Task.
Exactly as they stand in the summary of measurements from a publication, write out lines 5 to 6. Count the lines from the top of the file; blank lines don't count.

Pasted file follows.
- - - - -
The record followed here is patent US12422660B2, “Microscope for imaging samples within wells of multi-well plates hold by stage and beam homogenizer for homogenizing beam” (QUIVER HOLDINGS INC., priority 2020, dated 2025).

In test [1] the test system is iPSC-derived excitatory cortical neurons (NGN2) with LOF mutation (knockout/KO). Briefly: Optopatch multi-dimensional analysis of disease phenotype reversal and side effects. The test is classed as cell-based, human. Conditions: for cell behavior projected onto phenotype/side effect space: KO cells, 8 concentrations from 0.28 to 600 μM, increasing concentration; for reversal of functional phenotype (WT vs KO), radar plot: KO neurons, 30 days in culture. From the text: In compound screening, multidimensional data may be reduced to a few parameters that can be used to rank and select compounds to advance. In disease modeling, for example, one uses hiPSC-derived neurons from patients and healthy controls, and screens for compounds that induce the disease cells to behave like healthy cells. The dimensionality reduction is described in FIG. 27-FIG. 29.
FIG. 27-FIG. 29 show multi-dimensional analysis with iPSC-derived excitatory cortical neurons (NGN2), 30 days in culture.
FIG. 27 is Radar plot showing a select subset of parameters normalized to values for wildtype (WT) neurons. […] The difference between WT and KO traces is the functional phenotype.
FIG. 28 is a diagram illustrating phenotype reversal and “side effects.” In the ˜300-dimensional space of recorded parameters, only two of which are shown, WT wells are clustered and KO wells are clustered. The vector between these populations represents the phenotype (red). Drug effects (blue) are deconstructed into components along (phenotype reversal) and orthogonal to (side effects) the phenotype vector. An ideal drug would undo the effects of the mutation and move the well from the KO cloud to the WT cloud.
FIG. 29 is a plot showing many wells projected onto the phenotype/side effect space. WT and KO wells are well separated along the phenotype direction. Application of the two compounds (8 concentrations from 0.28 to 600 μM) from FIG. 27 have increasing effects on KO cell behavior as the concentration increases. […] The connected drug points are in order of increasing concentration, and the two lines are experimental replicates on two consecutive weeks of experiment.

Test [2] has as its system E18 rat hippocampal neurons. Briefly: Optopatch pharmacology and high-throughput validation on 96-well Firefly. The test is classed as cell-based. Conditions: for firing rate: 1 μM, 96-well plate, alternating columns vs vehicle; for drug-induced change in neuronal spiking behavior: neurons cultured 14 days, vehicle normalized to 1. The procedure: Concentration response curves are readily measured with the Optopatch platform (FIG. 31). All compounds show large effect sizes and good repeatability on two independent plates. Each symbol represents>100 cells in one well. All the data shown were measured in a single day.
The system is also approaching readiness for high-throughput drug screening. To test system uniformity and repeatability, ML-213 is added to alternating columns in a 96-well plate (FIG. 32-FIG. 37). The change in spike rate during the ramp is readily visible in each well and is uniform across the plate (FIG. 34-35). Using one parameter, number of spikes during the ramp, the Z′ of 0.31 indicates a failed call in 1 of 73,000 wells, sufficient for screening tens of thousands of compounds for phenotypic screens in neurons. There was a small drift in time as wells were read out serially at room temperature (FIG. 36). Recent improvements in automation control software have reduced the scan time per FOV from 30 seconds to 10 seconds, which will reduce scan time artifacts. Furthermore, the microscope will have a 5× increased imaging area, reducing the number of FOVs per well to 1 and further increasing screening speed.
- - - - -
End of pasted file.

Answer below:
FIG. 28 is a diagram illustrating phenotype reversal and “side effects.” In the ˜300-dimensional space of recorded parameters, only two of which are shown, WT wells are clustered and KO wells are clustered. The vector between these populations represents the phenotype (red). Drug effects (blue) are deconstructed into components along (phenotype reversal) and orthogonal to (side effects) the phenotype vector. An ideal drug would undo the effects of the mutation and move the well from the KO cloud to the WT cloud.
FIG. 29 is a plot showing many wells projected onto the phenotype/side effect space. WT and KO wells are well separated along the phenotype direction. Application of the two compounds (8 concentrations from 0.28 to 600 μM) from FIG. 27 have increasing effects on KO cell behavior as the concentration increases. […] The connected drug points are in order of increasing concentration, and the two lines are experimental replicates on two consecutive weeks of experiment.